But those are not the only things on the other side of the Chinese coin. Another Chinese manager of a cylinder company recently hit a Ghanaian staff with an empty cylinder on the head and that also went unnoticed.

Recently, Ghana has had to contend with Chinese entry into illegal gold mining in Ghana. Illegal gold mining is done mainly in the hinterlands, and that is why it is shocking that the Chinese would go that deep into our communities and engage in practices that we are trying to stop our own people from. The Food and Drugs Board (FDB) is having a hard time dealing with Chinese companies spreading unapproved medicines and medical services across Ghana. Lately it is common to find Chinese working as labours on projects in Ghana; for instance, some court buildings in the Ashanti Region of Ghana were constructed with Chinese physical labour. The sea ports are also awash with Chinese labourers. It is common knowledge in Ghana today that most of those Chinese who do menial jobs in Ghana are actually Chinese prisoners who have been dumped in Ghana; very much like the industrial revolution era when machines took over from human labour and the West went looking for places in Africa and Latin America to dump redundant citizens. Does this not give credence to those who claim China seeks to colonise Africa?

At some point in this article, mention was made of Ghanaian businessmen and women making lots of money because they trade between Ghana and China. One of the industries that top this kind of trade is the mobile phone industry. Several Chinese brands are currently on the Ghanaian market, most of them, handsets that have been banned in China itself, and some inferior and fake versions of genuine brands like Nokia, Samsung and others. It is very common to find phones branded NCKIA and NOKLA for NOKIA; and SAMSONG for SAMSUNG. How fake can it get?

In 2009, the Chinese government banned the export of fake handsets from China for two reasons; safety and lack of serial codes. But news from China has it that, after the ban, no measures were put in place to check the export of those phones, and the records actually showed that exports even went higher during the ban. Ghana is one of the main destinations of fake and inferior Chinese phones, and those who deal in them are making a fortune because they are very affordable, even though they are not durable and can be harmful sometimes.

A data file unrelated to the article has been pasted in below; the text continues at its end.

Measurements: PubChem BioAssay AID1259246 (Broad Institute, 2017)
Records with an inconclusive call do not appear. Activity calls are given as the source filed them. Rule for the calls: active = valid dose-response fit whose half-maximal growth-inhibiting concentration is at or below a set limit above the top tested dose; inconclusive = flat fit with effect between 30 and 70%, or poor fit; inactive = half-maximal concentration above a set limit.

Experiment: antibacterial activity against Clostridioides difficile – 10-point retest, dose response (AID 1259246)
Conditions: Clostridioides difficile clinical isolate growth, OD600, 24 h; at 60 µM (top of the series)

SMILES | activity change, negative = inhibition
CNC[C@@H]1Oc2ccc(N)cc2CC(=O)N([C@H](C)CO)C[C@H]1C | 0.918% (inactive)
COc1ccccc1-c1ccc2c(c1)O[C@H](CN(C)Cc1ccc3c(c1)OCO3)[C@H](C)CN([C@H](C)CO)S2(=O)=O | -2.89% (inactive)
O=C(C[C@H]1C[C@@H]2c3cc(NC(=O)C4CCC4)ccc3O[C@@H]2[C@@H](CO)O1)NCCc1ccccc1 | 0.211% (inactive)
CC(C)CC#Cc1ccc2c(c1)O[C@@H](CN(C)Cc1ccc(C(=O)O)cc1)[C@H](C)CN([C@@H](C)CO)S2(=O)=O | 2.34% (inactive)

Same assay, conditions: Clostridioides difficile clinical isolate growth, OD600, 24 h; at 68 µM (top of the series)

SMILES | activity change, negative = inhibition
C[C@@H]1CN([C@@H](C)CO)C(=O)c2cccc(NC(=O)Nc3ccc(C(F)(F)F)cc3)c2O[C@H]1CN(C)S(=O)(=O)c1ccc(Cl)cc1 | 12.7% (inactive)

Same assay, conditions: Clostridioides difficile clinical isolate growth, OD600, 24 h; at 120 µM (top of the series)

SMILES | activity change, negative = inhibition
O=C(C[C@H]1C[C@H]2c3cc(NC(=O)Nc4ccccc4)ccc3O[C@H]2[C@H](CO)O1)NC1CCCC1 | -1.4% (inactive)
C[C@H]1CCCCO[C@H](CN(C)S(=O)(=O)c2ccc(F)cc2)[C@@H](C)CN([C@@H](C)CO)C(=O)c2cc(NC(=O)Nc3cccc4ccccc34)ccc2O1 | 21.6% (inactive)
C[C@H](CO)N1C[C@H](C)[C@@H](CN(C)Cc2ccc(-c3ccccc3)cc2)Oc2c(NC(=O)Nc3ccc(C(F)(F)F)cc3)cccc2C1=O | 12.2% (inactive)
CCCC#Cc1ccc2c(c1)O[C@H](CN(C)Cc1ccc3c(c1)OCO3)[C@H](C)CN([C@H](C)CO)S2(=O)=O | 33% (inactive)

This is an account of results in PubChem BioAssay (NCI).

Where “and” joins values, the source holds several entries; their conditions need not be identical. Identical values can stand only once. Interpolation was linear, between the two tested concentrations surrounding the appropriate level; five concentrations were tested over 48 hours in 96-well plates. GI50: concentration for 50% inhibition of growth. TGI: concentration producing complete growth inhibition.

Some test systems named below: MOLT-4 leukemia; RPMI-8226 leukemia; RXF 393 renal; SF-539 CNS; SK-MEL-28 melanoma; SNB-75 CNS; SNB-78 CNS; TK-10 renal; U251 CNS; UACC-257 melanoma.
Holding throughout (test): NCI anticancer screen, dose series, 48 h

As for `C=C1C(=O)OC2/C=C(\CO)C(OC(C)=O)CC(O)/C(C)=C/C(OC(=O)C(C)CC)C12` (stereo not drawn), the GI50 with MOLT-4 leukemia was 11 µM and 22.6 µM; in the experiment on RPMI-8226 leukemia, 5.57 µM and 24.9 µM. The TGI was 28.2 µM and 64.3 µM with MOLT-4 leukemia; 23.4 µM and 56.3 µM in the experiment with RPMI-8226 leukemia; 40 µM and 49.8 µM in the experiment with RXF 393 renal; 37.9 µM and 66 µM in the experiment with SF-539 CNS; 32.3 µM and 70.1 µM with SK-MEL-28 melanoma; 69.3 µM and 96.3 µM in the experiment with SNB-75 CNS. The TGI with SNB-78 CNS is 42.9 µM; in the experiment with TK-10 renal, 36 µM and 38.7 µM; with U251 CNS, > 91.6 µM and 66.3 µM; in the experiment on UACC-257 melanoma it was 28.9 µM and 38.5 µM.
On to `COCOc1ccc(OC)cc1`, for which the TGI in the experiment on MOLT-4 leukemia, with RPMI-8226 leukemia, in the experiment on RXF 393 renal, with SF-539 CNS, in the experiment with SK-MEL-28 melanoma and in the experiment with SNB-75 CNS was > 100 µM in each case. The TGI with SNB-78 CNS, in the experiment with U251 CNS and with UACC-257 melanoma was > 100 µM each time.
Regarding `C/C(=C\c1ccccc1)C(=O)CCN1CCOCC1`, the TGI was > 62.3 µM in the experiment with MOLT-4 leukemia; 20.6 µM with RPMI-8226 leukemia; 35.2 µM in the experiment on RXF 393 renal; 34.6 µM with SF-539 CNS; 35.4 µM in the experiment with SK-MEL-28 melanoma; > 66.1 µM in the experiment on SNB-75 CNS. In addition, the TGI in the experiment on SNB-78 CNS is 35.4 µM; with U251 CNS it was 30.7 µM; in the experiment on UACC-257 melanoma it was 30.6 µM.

Almost all the multinational phone companies are bringing in inferior China-made phones and promoting them like nobody’s business, and regulators are looking on unconcerned. One company, RLG Phones even assembles ‘Chinese-like’ phones in Ghana and they are working with a Chinese company to establish a 100 million dollar assembling plant in Ghana. RLG themselves shy away from associating themselves with China by saying that they have partners in Asia instead of being specific to say China. In fact one of their Chinese partners also denounced his country by saying he was from Asia when comedian Basket Mouth asked of his nationality.

As for made-in-China versions of consumables on markets anywhere in the world, it is common knowledge. Manufacturers of all kinds of packaged products like food, detergents, cosmetics, toiletries, beverages, electronic appliances, and what-have-you are grappling with the huge competition that the fake China-made versions of their products pose to them.

Maybe the fake China-made products have come to stay, but we can do something about the human right abuses that the Chinese have started visiting on our people. We should not be blinded by the money and the promises of heaven to sacrifice the rights of the very people whose interest we claim to be seeking in welcoming the Chinese into our country. We have had enough of the abuses from the West, not again, at least not from Asia.

ENDS

Columnist: Dowuona, Samuel